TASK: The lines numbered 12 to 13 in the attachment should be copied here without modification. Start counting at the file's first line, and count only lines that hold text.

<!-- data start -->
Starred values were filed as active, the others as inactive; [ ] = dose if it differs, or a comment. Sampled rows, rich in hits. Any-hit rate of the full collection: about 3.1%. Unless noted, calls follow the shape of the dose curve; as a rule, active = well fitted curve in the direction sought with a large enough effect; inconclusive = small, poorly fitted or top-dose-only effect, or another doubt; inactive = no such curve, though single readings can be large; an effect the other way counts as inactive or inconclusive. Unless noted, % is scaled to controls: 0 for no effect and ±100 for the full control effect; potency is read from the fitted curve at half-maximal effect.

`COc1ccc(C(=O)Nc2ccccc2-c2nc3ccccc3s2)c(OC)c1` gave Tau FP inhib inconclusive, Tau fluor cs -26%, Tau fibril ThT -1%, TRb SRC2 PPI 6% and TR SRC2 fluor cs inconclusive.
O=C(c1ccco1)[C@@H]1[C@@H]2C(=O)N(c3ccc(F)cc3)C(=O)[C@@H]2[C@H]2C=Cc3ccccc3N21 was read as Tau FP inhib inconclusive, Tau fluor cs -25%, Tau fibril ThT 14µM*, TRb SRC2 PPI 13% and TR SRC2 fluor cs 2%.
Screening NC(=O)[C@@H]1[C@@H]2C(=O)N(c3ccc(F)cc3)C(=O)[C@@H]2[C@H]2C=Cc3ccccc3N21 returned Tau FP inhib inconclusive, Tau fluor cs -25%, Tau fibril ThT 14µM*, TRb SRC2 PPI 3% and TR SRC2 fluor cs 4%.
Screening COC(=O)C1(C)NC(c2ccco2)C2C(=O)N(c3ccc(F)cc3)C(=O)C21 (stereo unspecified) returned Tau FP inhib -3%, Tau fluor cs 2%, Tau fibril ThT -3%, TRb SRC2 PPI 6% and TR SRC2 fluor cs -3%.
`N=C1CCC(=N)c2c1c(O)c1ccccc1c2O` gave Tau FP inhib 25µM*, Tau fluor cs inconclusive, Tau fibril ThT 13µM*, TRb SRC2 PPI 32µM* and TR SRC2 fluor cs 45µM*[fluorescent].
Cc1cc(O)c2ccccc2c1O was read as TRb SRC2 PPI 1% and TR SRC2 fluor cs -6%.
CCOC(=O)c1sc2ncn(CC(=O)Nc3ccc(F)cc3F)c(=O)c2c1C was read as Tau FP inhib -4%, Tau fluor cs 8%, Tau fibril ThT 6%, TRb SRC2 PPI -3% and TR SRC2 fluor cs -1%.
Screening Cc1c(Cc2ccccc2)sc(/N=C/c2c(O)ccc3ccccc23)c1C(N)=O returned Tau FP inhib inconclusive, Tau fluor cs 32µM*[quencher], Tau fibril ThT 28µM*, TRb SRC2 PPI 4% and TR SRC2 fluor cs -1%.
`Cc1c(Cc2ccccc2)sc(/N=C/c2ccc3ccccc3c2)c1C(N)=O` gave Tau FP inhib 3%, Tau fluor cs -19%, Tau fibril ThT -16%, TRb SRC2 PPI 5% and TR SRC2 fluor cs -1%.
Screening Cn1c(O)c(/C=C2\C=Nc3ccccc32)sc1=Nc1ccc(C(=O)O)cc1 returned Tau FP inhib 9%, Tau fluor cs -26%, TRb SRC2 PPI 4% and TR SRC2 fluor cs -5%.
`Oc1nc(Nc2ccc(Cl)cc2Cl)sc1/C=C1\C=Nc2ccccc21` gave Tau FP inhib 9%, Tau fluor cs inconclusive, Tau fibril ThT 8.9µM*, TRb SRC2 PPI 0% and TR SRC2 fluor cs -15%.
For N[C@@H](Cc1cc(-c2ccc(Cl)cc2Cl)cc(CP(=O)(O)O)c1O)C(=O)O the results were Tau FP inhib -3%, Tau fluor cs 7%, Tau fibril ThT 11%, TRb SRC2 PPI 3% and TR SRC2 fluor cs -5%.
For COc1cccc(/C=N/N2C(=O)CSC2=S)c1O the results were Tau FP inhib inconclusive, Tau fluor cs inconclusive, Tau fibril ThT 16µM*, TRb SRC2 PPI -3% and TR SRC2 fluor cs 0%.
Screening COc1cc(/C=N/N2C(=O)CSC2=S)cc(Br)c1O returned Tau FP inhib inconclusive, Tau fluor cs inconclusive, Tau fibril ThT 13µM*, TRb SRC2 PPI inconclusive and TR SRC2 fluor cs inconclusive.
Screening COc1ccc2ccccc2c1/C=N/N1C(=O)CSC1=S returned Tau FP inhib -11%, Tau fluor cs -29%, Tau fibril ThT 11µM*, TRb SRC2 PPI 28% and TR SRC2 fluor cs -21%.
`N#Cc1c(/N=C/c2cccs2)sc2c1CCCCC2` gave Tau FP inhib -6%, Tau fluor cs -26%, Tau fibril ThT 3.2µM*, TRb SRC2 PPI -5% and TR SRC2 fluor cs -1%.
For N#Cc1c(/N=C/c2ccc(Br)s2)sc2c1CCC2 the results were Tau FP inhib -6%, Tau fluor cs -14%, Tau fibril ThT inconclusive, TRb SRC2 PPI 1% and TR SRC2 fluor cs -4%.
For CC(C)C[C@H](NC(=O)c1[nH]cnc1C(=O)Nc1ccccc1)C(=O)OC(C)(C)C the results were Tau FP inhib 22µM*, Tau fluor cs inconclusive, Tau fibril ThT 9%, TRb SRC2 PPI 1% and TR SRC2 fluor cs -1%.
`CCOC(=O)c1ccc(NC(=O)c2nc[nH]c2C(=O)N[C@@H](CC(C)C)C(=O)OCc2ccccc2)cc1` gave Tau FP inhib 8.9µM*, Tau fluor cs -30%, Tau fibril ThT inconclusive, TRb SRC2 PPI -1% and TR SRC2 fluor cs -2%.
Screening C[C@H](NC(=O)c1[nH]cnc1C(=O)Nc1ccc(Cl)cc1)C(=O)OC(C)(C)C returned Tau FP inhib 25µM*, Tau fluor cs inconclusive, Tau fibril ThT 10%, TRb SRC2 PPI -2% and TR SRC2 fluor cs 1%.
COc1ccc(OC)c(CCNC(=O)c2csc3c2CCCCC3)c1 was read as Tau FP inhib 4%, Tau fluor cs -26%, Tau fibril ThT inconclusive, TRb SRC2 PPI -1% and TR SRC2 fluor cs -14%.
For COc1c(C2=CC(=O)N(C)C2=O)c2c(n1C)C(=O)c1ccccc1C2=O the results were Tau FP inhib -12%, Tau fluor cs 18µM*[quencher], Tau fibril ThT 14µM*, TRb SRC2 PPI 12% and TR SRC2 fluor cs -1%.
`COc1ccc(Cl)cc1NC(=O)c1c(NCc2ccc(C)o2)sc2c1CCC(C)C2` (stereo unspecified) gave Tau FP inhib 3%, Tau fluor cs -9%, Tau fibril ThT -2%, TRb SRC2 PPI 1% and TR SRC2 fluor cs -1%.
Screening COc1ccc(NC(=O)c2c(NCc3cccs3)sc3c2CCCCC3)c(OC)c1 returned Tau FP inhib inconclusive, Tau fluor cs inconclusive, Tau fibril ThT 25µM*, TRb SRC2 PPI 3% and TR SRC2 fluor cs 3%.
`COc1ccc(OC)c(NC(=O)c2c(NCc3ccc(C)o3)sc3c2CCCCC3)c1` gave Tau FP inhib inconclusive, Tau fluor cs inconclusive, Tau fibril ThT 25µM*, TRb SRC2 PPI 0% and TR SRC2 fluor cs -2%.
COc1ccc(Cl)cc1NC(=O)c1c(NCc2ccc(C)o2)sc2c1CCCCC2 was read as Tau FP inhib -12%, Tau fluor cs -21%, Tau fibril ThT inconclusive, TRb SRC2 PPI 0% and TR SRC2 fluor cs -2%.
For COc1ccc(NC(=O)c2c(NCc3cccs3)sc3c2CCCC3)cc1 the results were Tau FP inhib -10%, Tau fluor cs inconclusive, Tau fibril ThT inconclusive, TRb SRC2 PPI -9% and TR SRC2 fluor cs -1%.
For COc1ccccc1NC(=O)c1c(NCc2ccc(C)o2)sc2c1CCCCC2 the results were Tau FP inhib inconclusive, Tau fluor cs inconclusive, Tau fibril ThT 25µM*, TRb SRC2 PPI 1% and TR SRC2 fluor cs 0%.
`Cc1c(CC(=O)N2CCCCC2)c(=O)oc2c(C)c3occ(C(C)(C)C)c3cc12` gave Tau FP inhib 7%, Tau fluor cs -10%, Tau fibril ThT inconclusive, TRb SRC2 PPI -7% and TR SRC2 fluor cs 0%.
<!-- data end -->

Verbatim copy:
`Oc1nc(Nc2ccc(Cl)cc2Cl)sc1/C=C1\C=Nc2ccccc21` gave Tau FP inhib 9%, Tau fluor cs inconclusive, Tau fibril ThT 8.9µM*, TRb SRC2 PPI 0% and TR SRC2 fluor cs -15%.
For N[C@@H](Cc1cc(-c2ccc(Cl)cc2Cl)cc(CP(=O)(O)O)c1O)C(=O)O the results were Tau FP inhib -3%, Tau fluor cs 7%, Tau fibril ThT 11%, TRb SRC2 PPI 3% and TR SRC2 fluor cs -5%.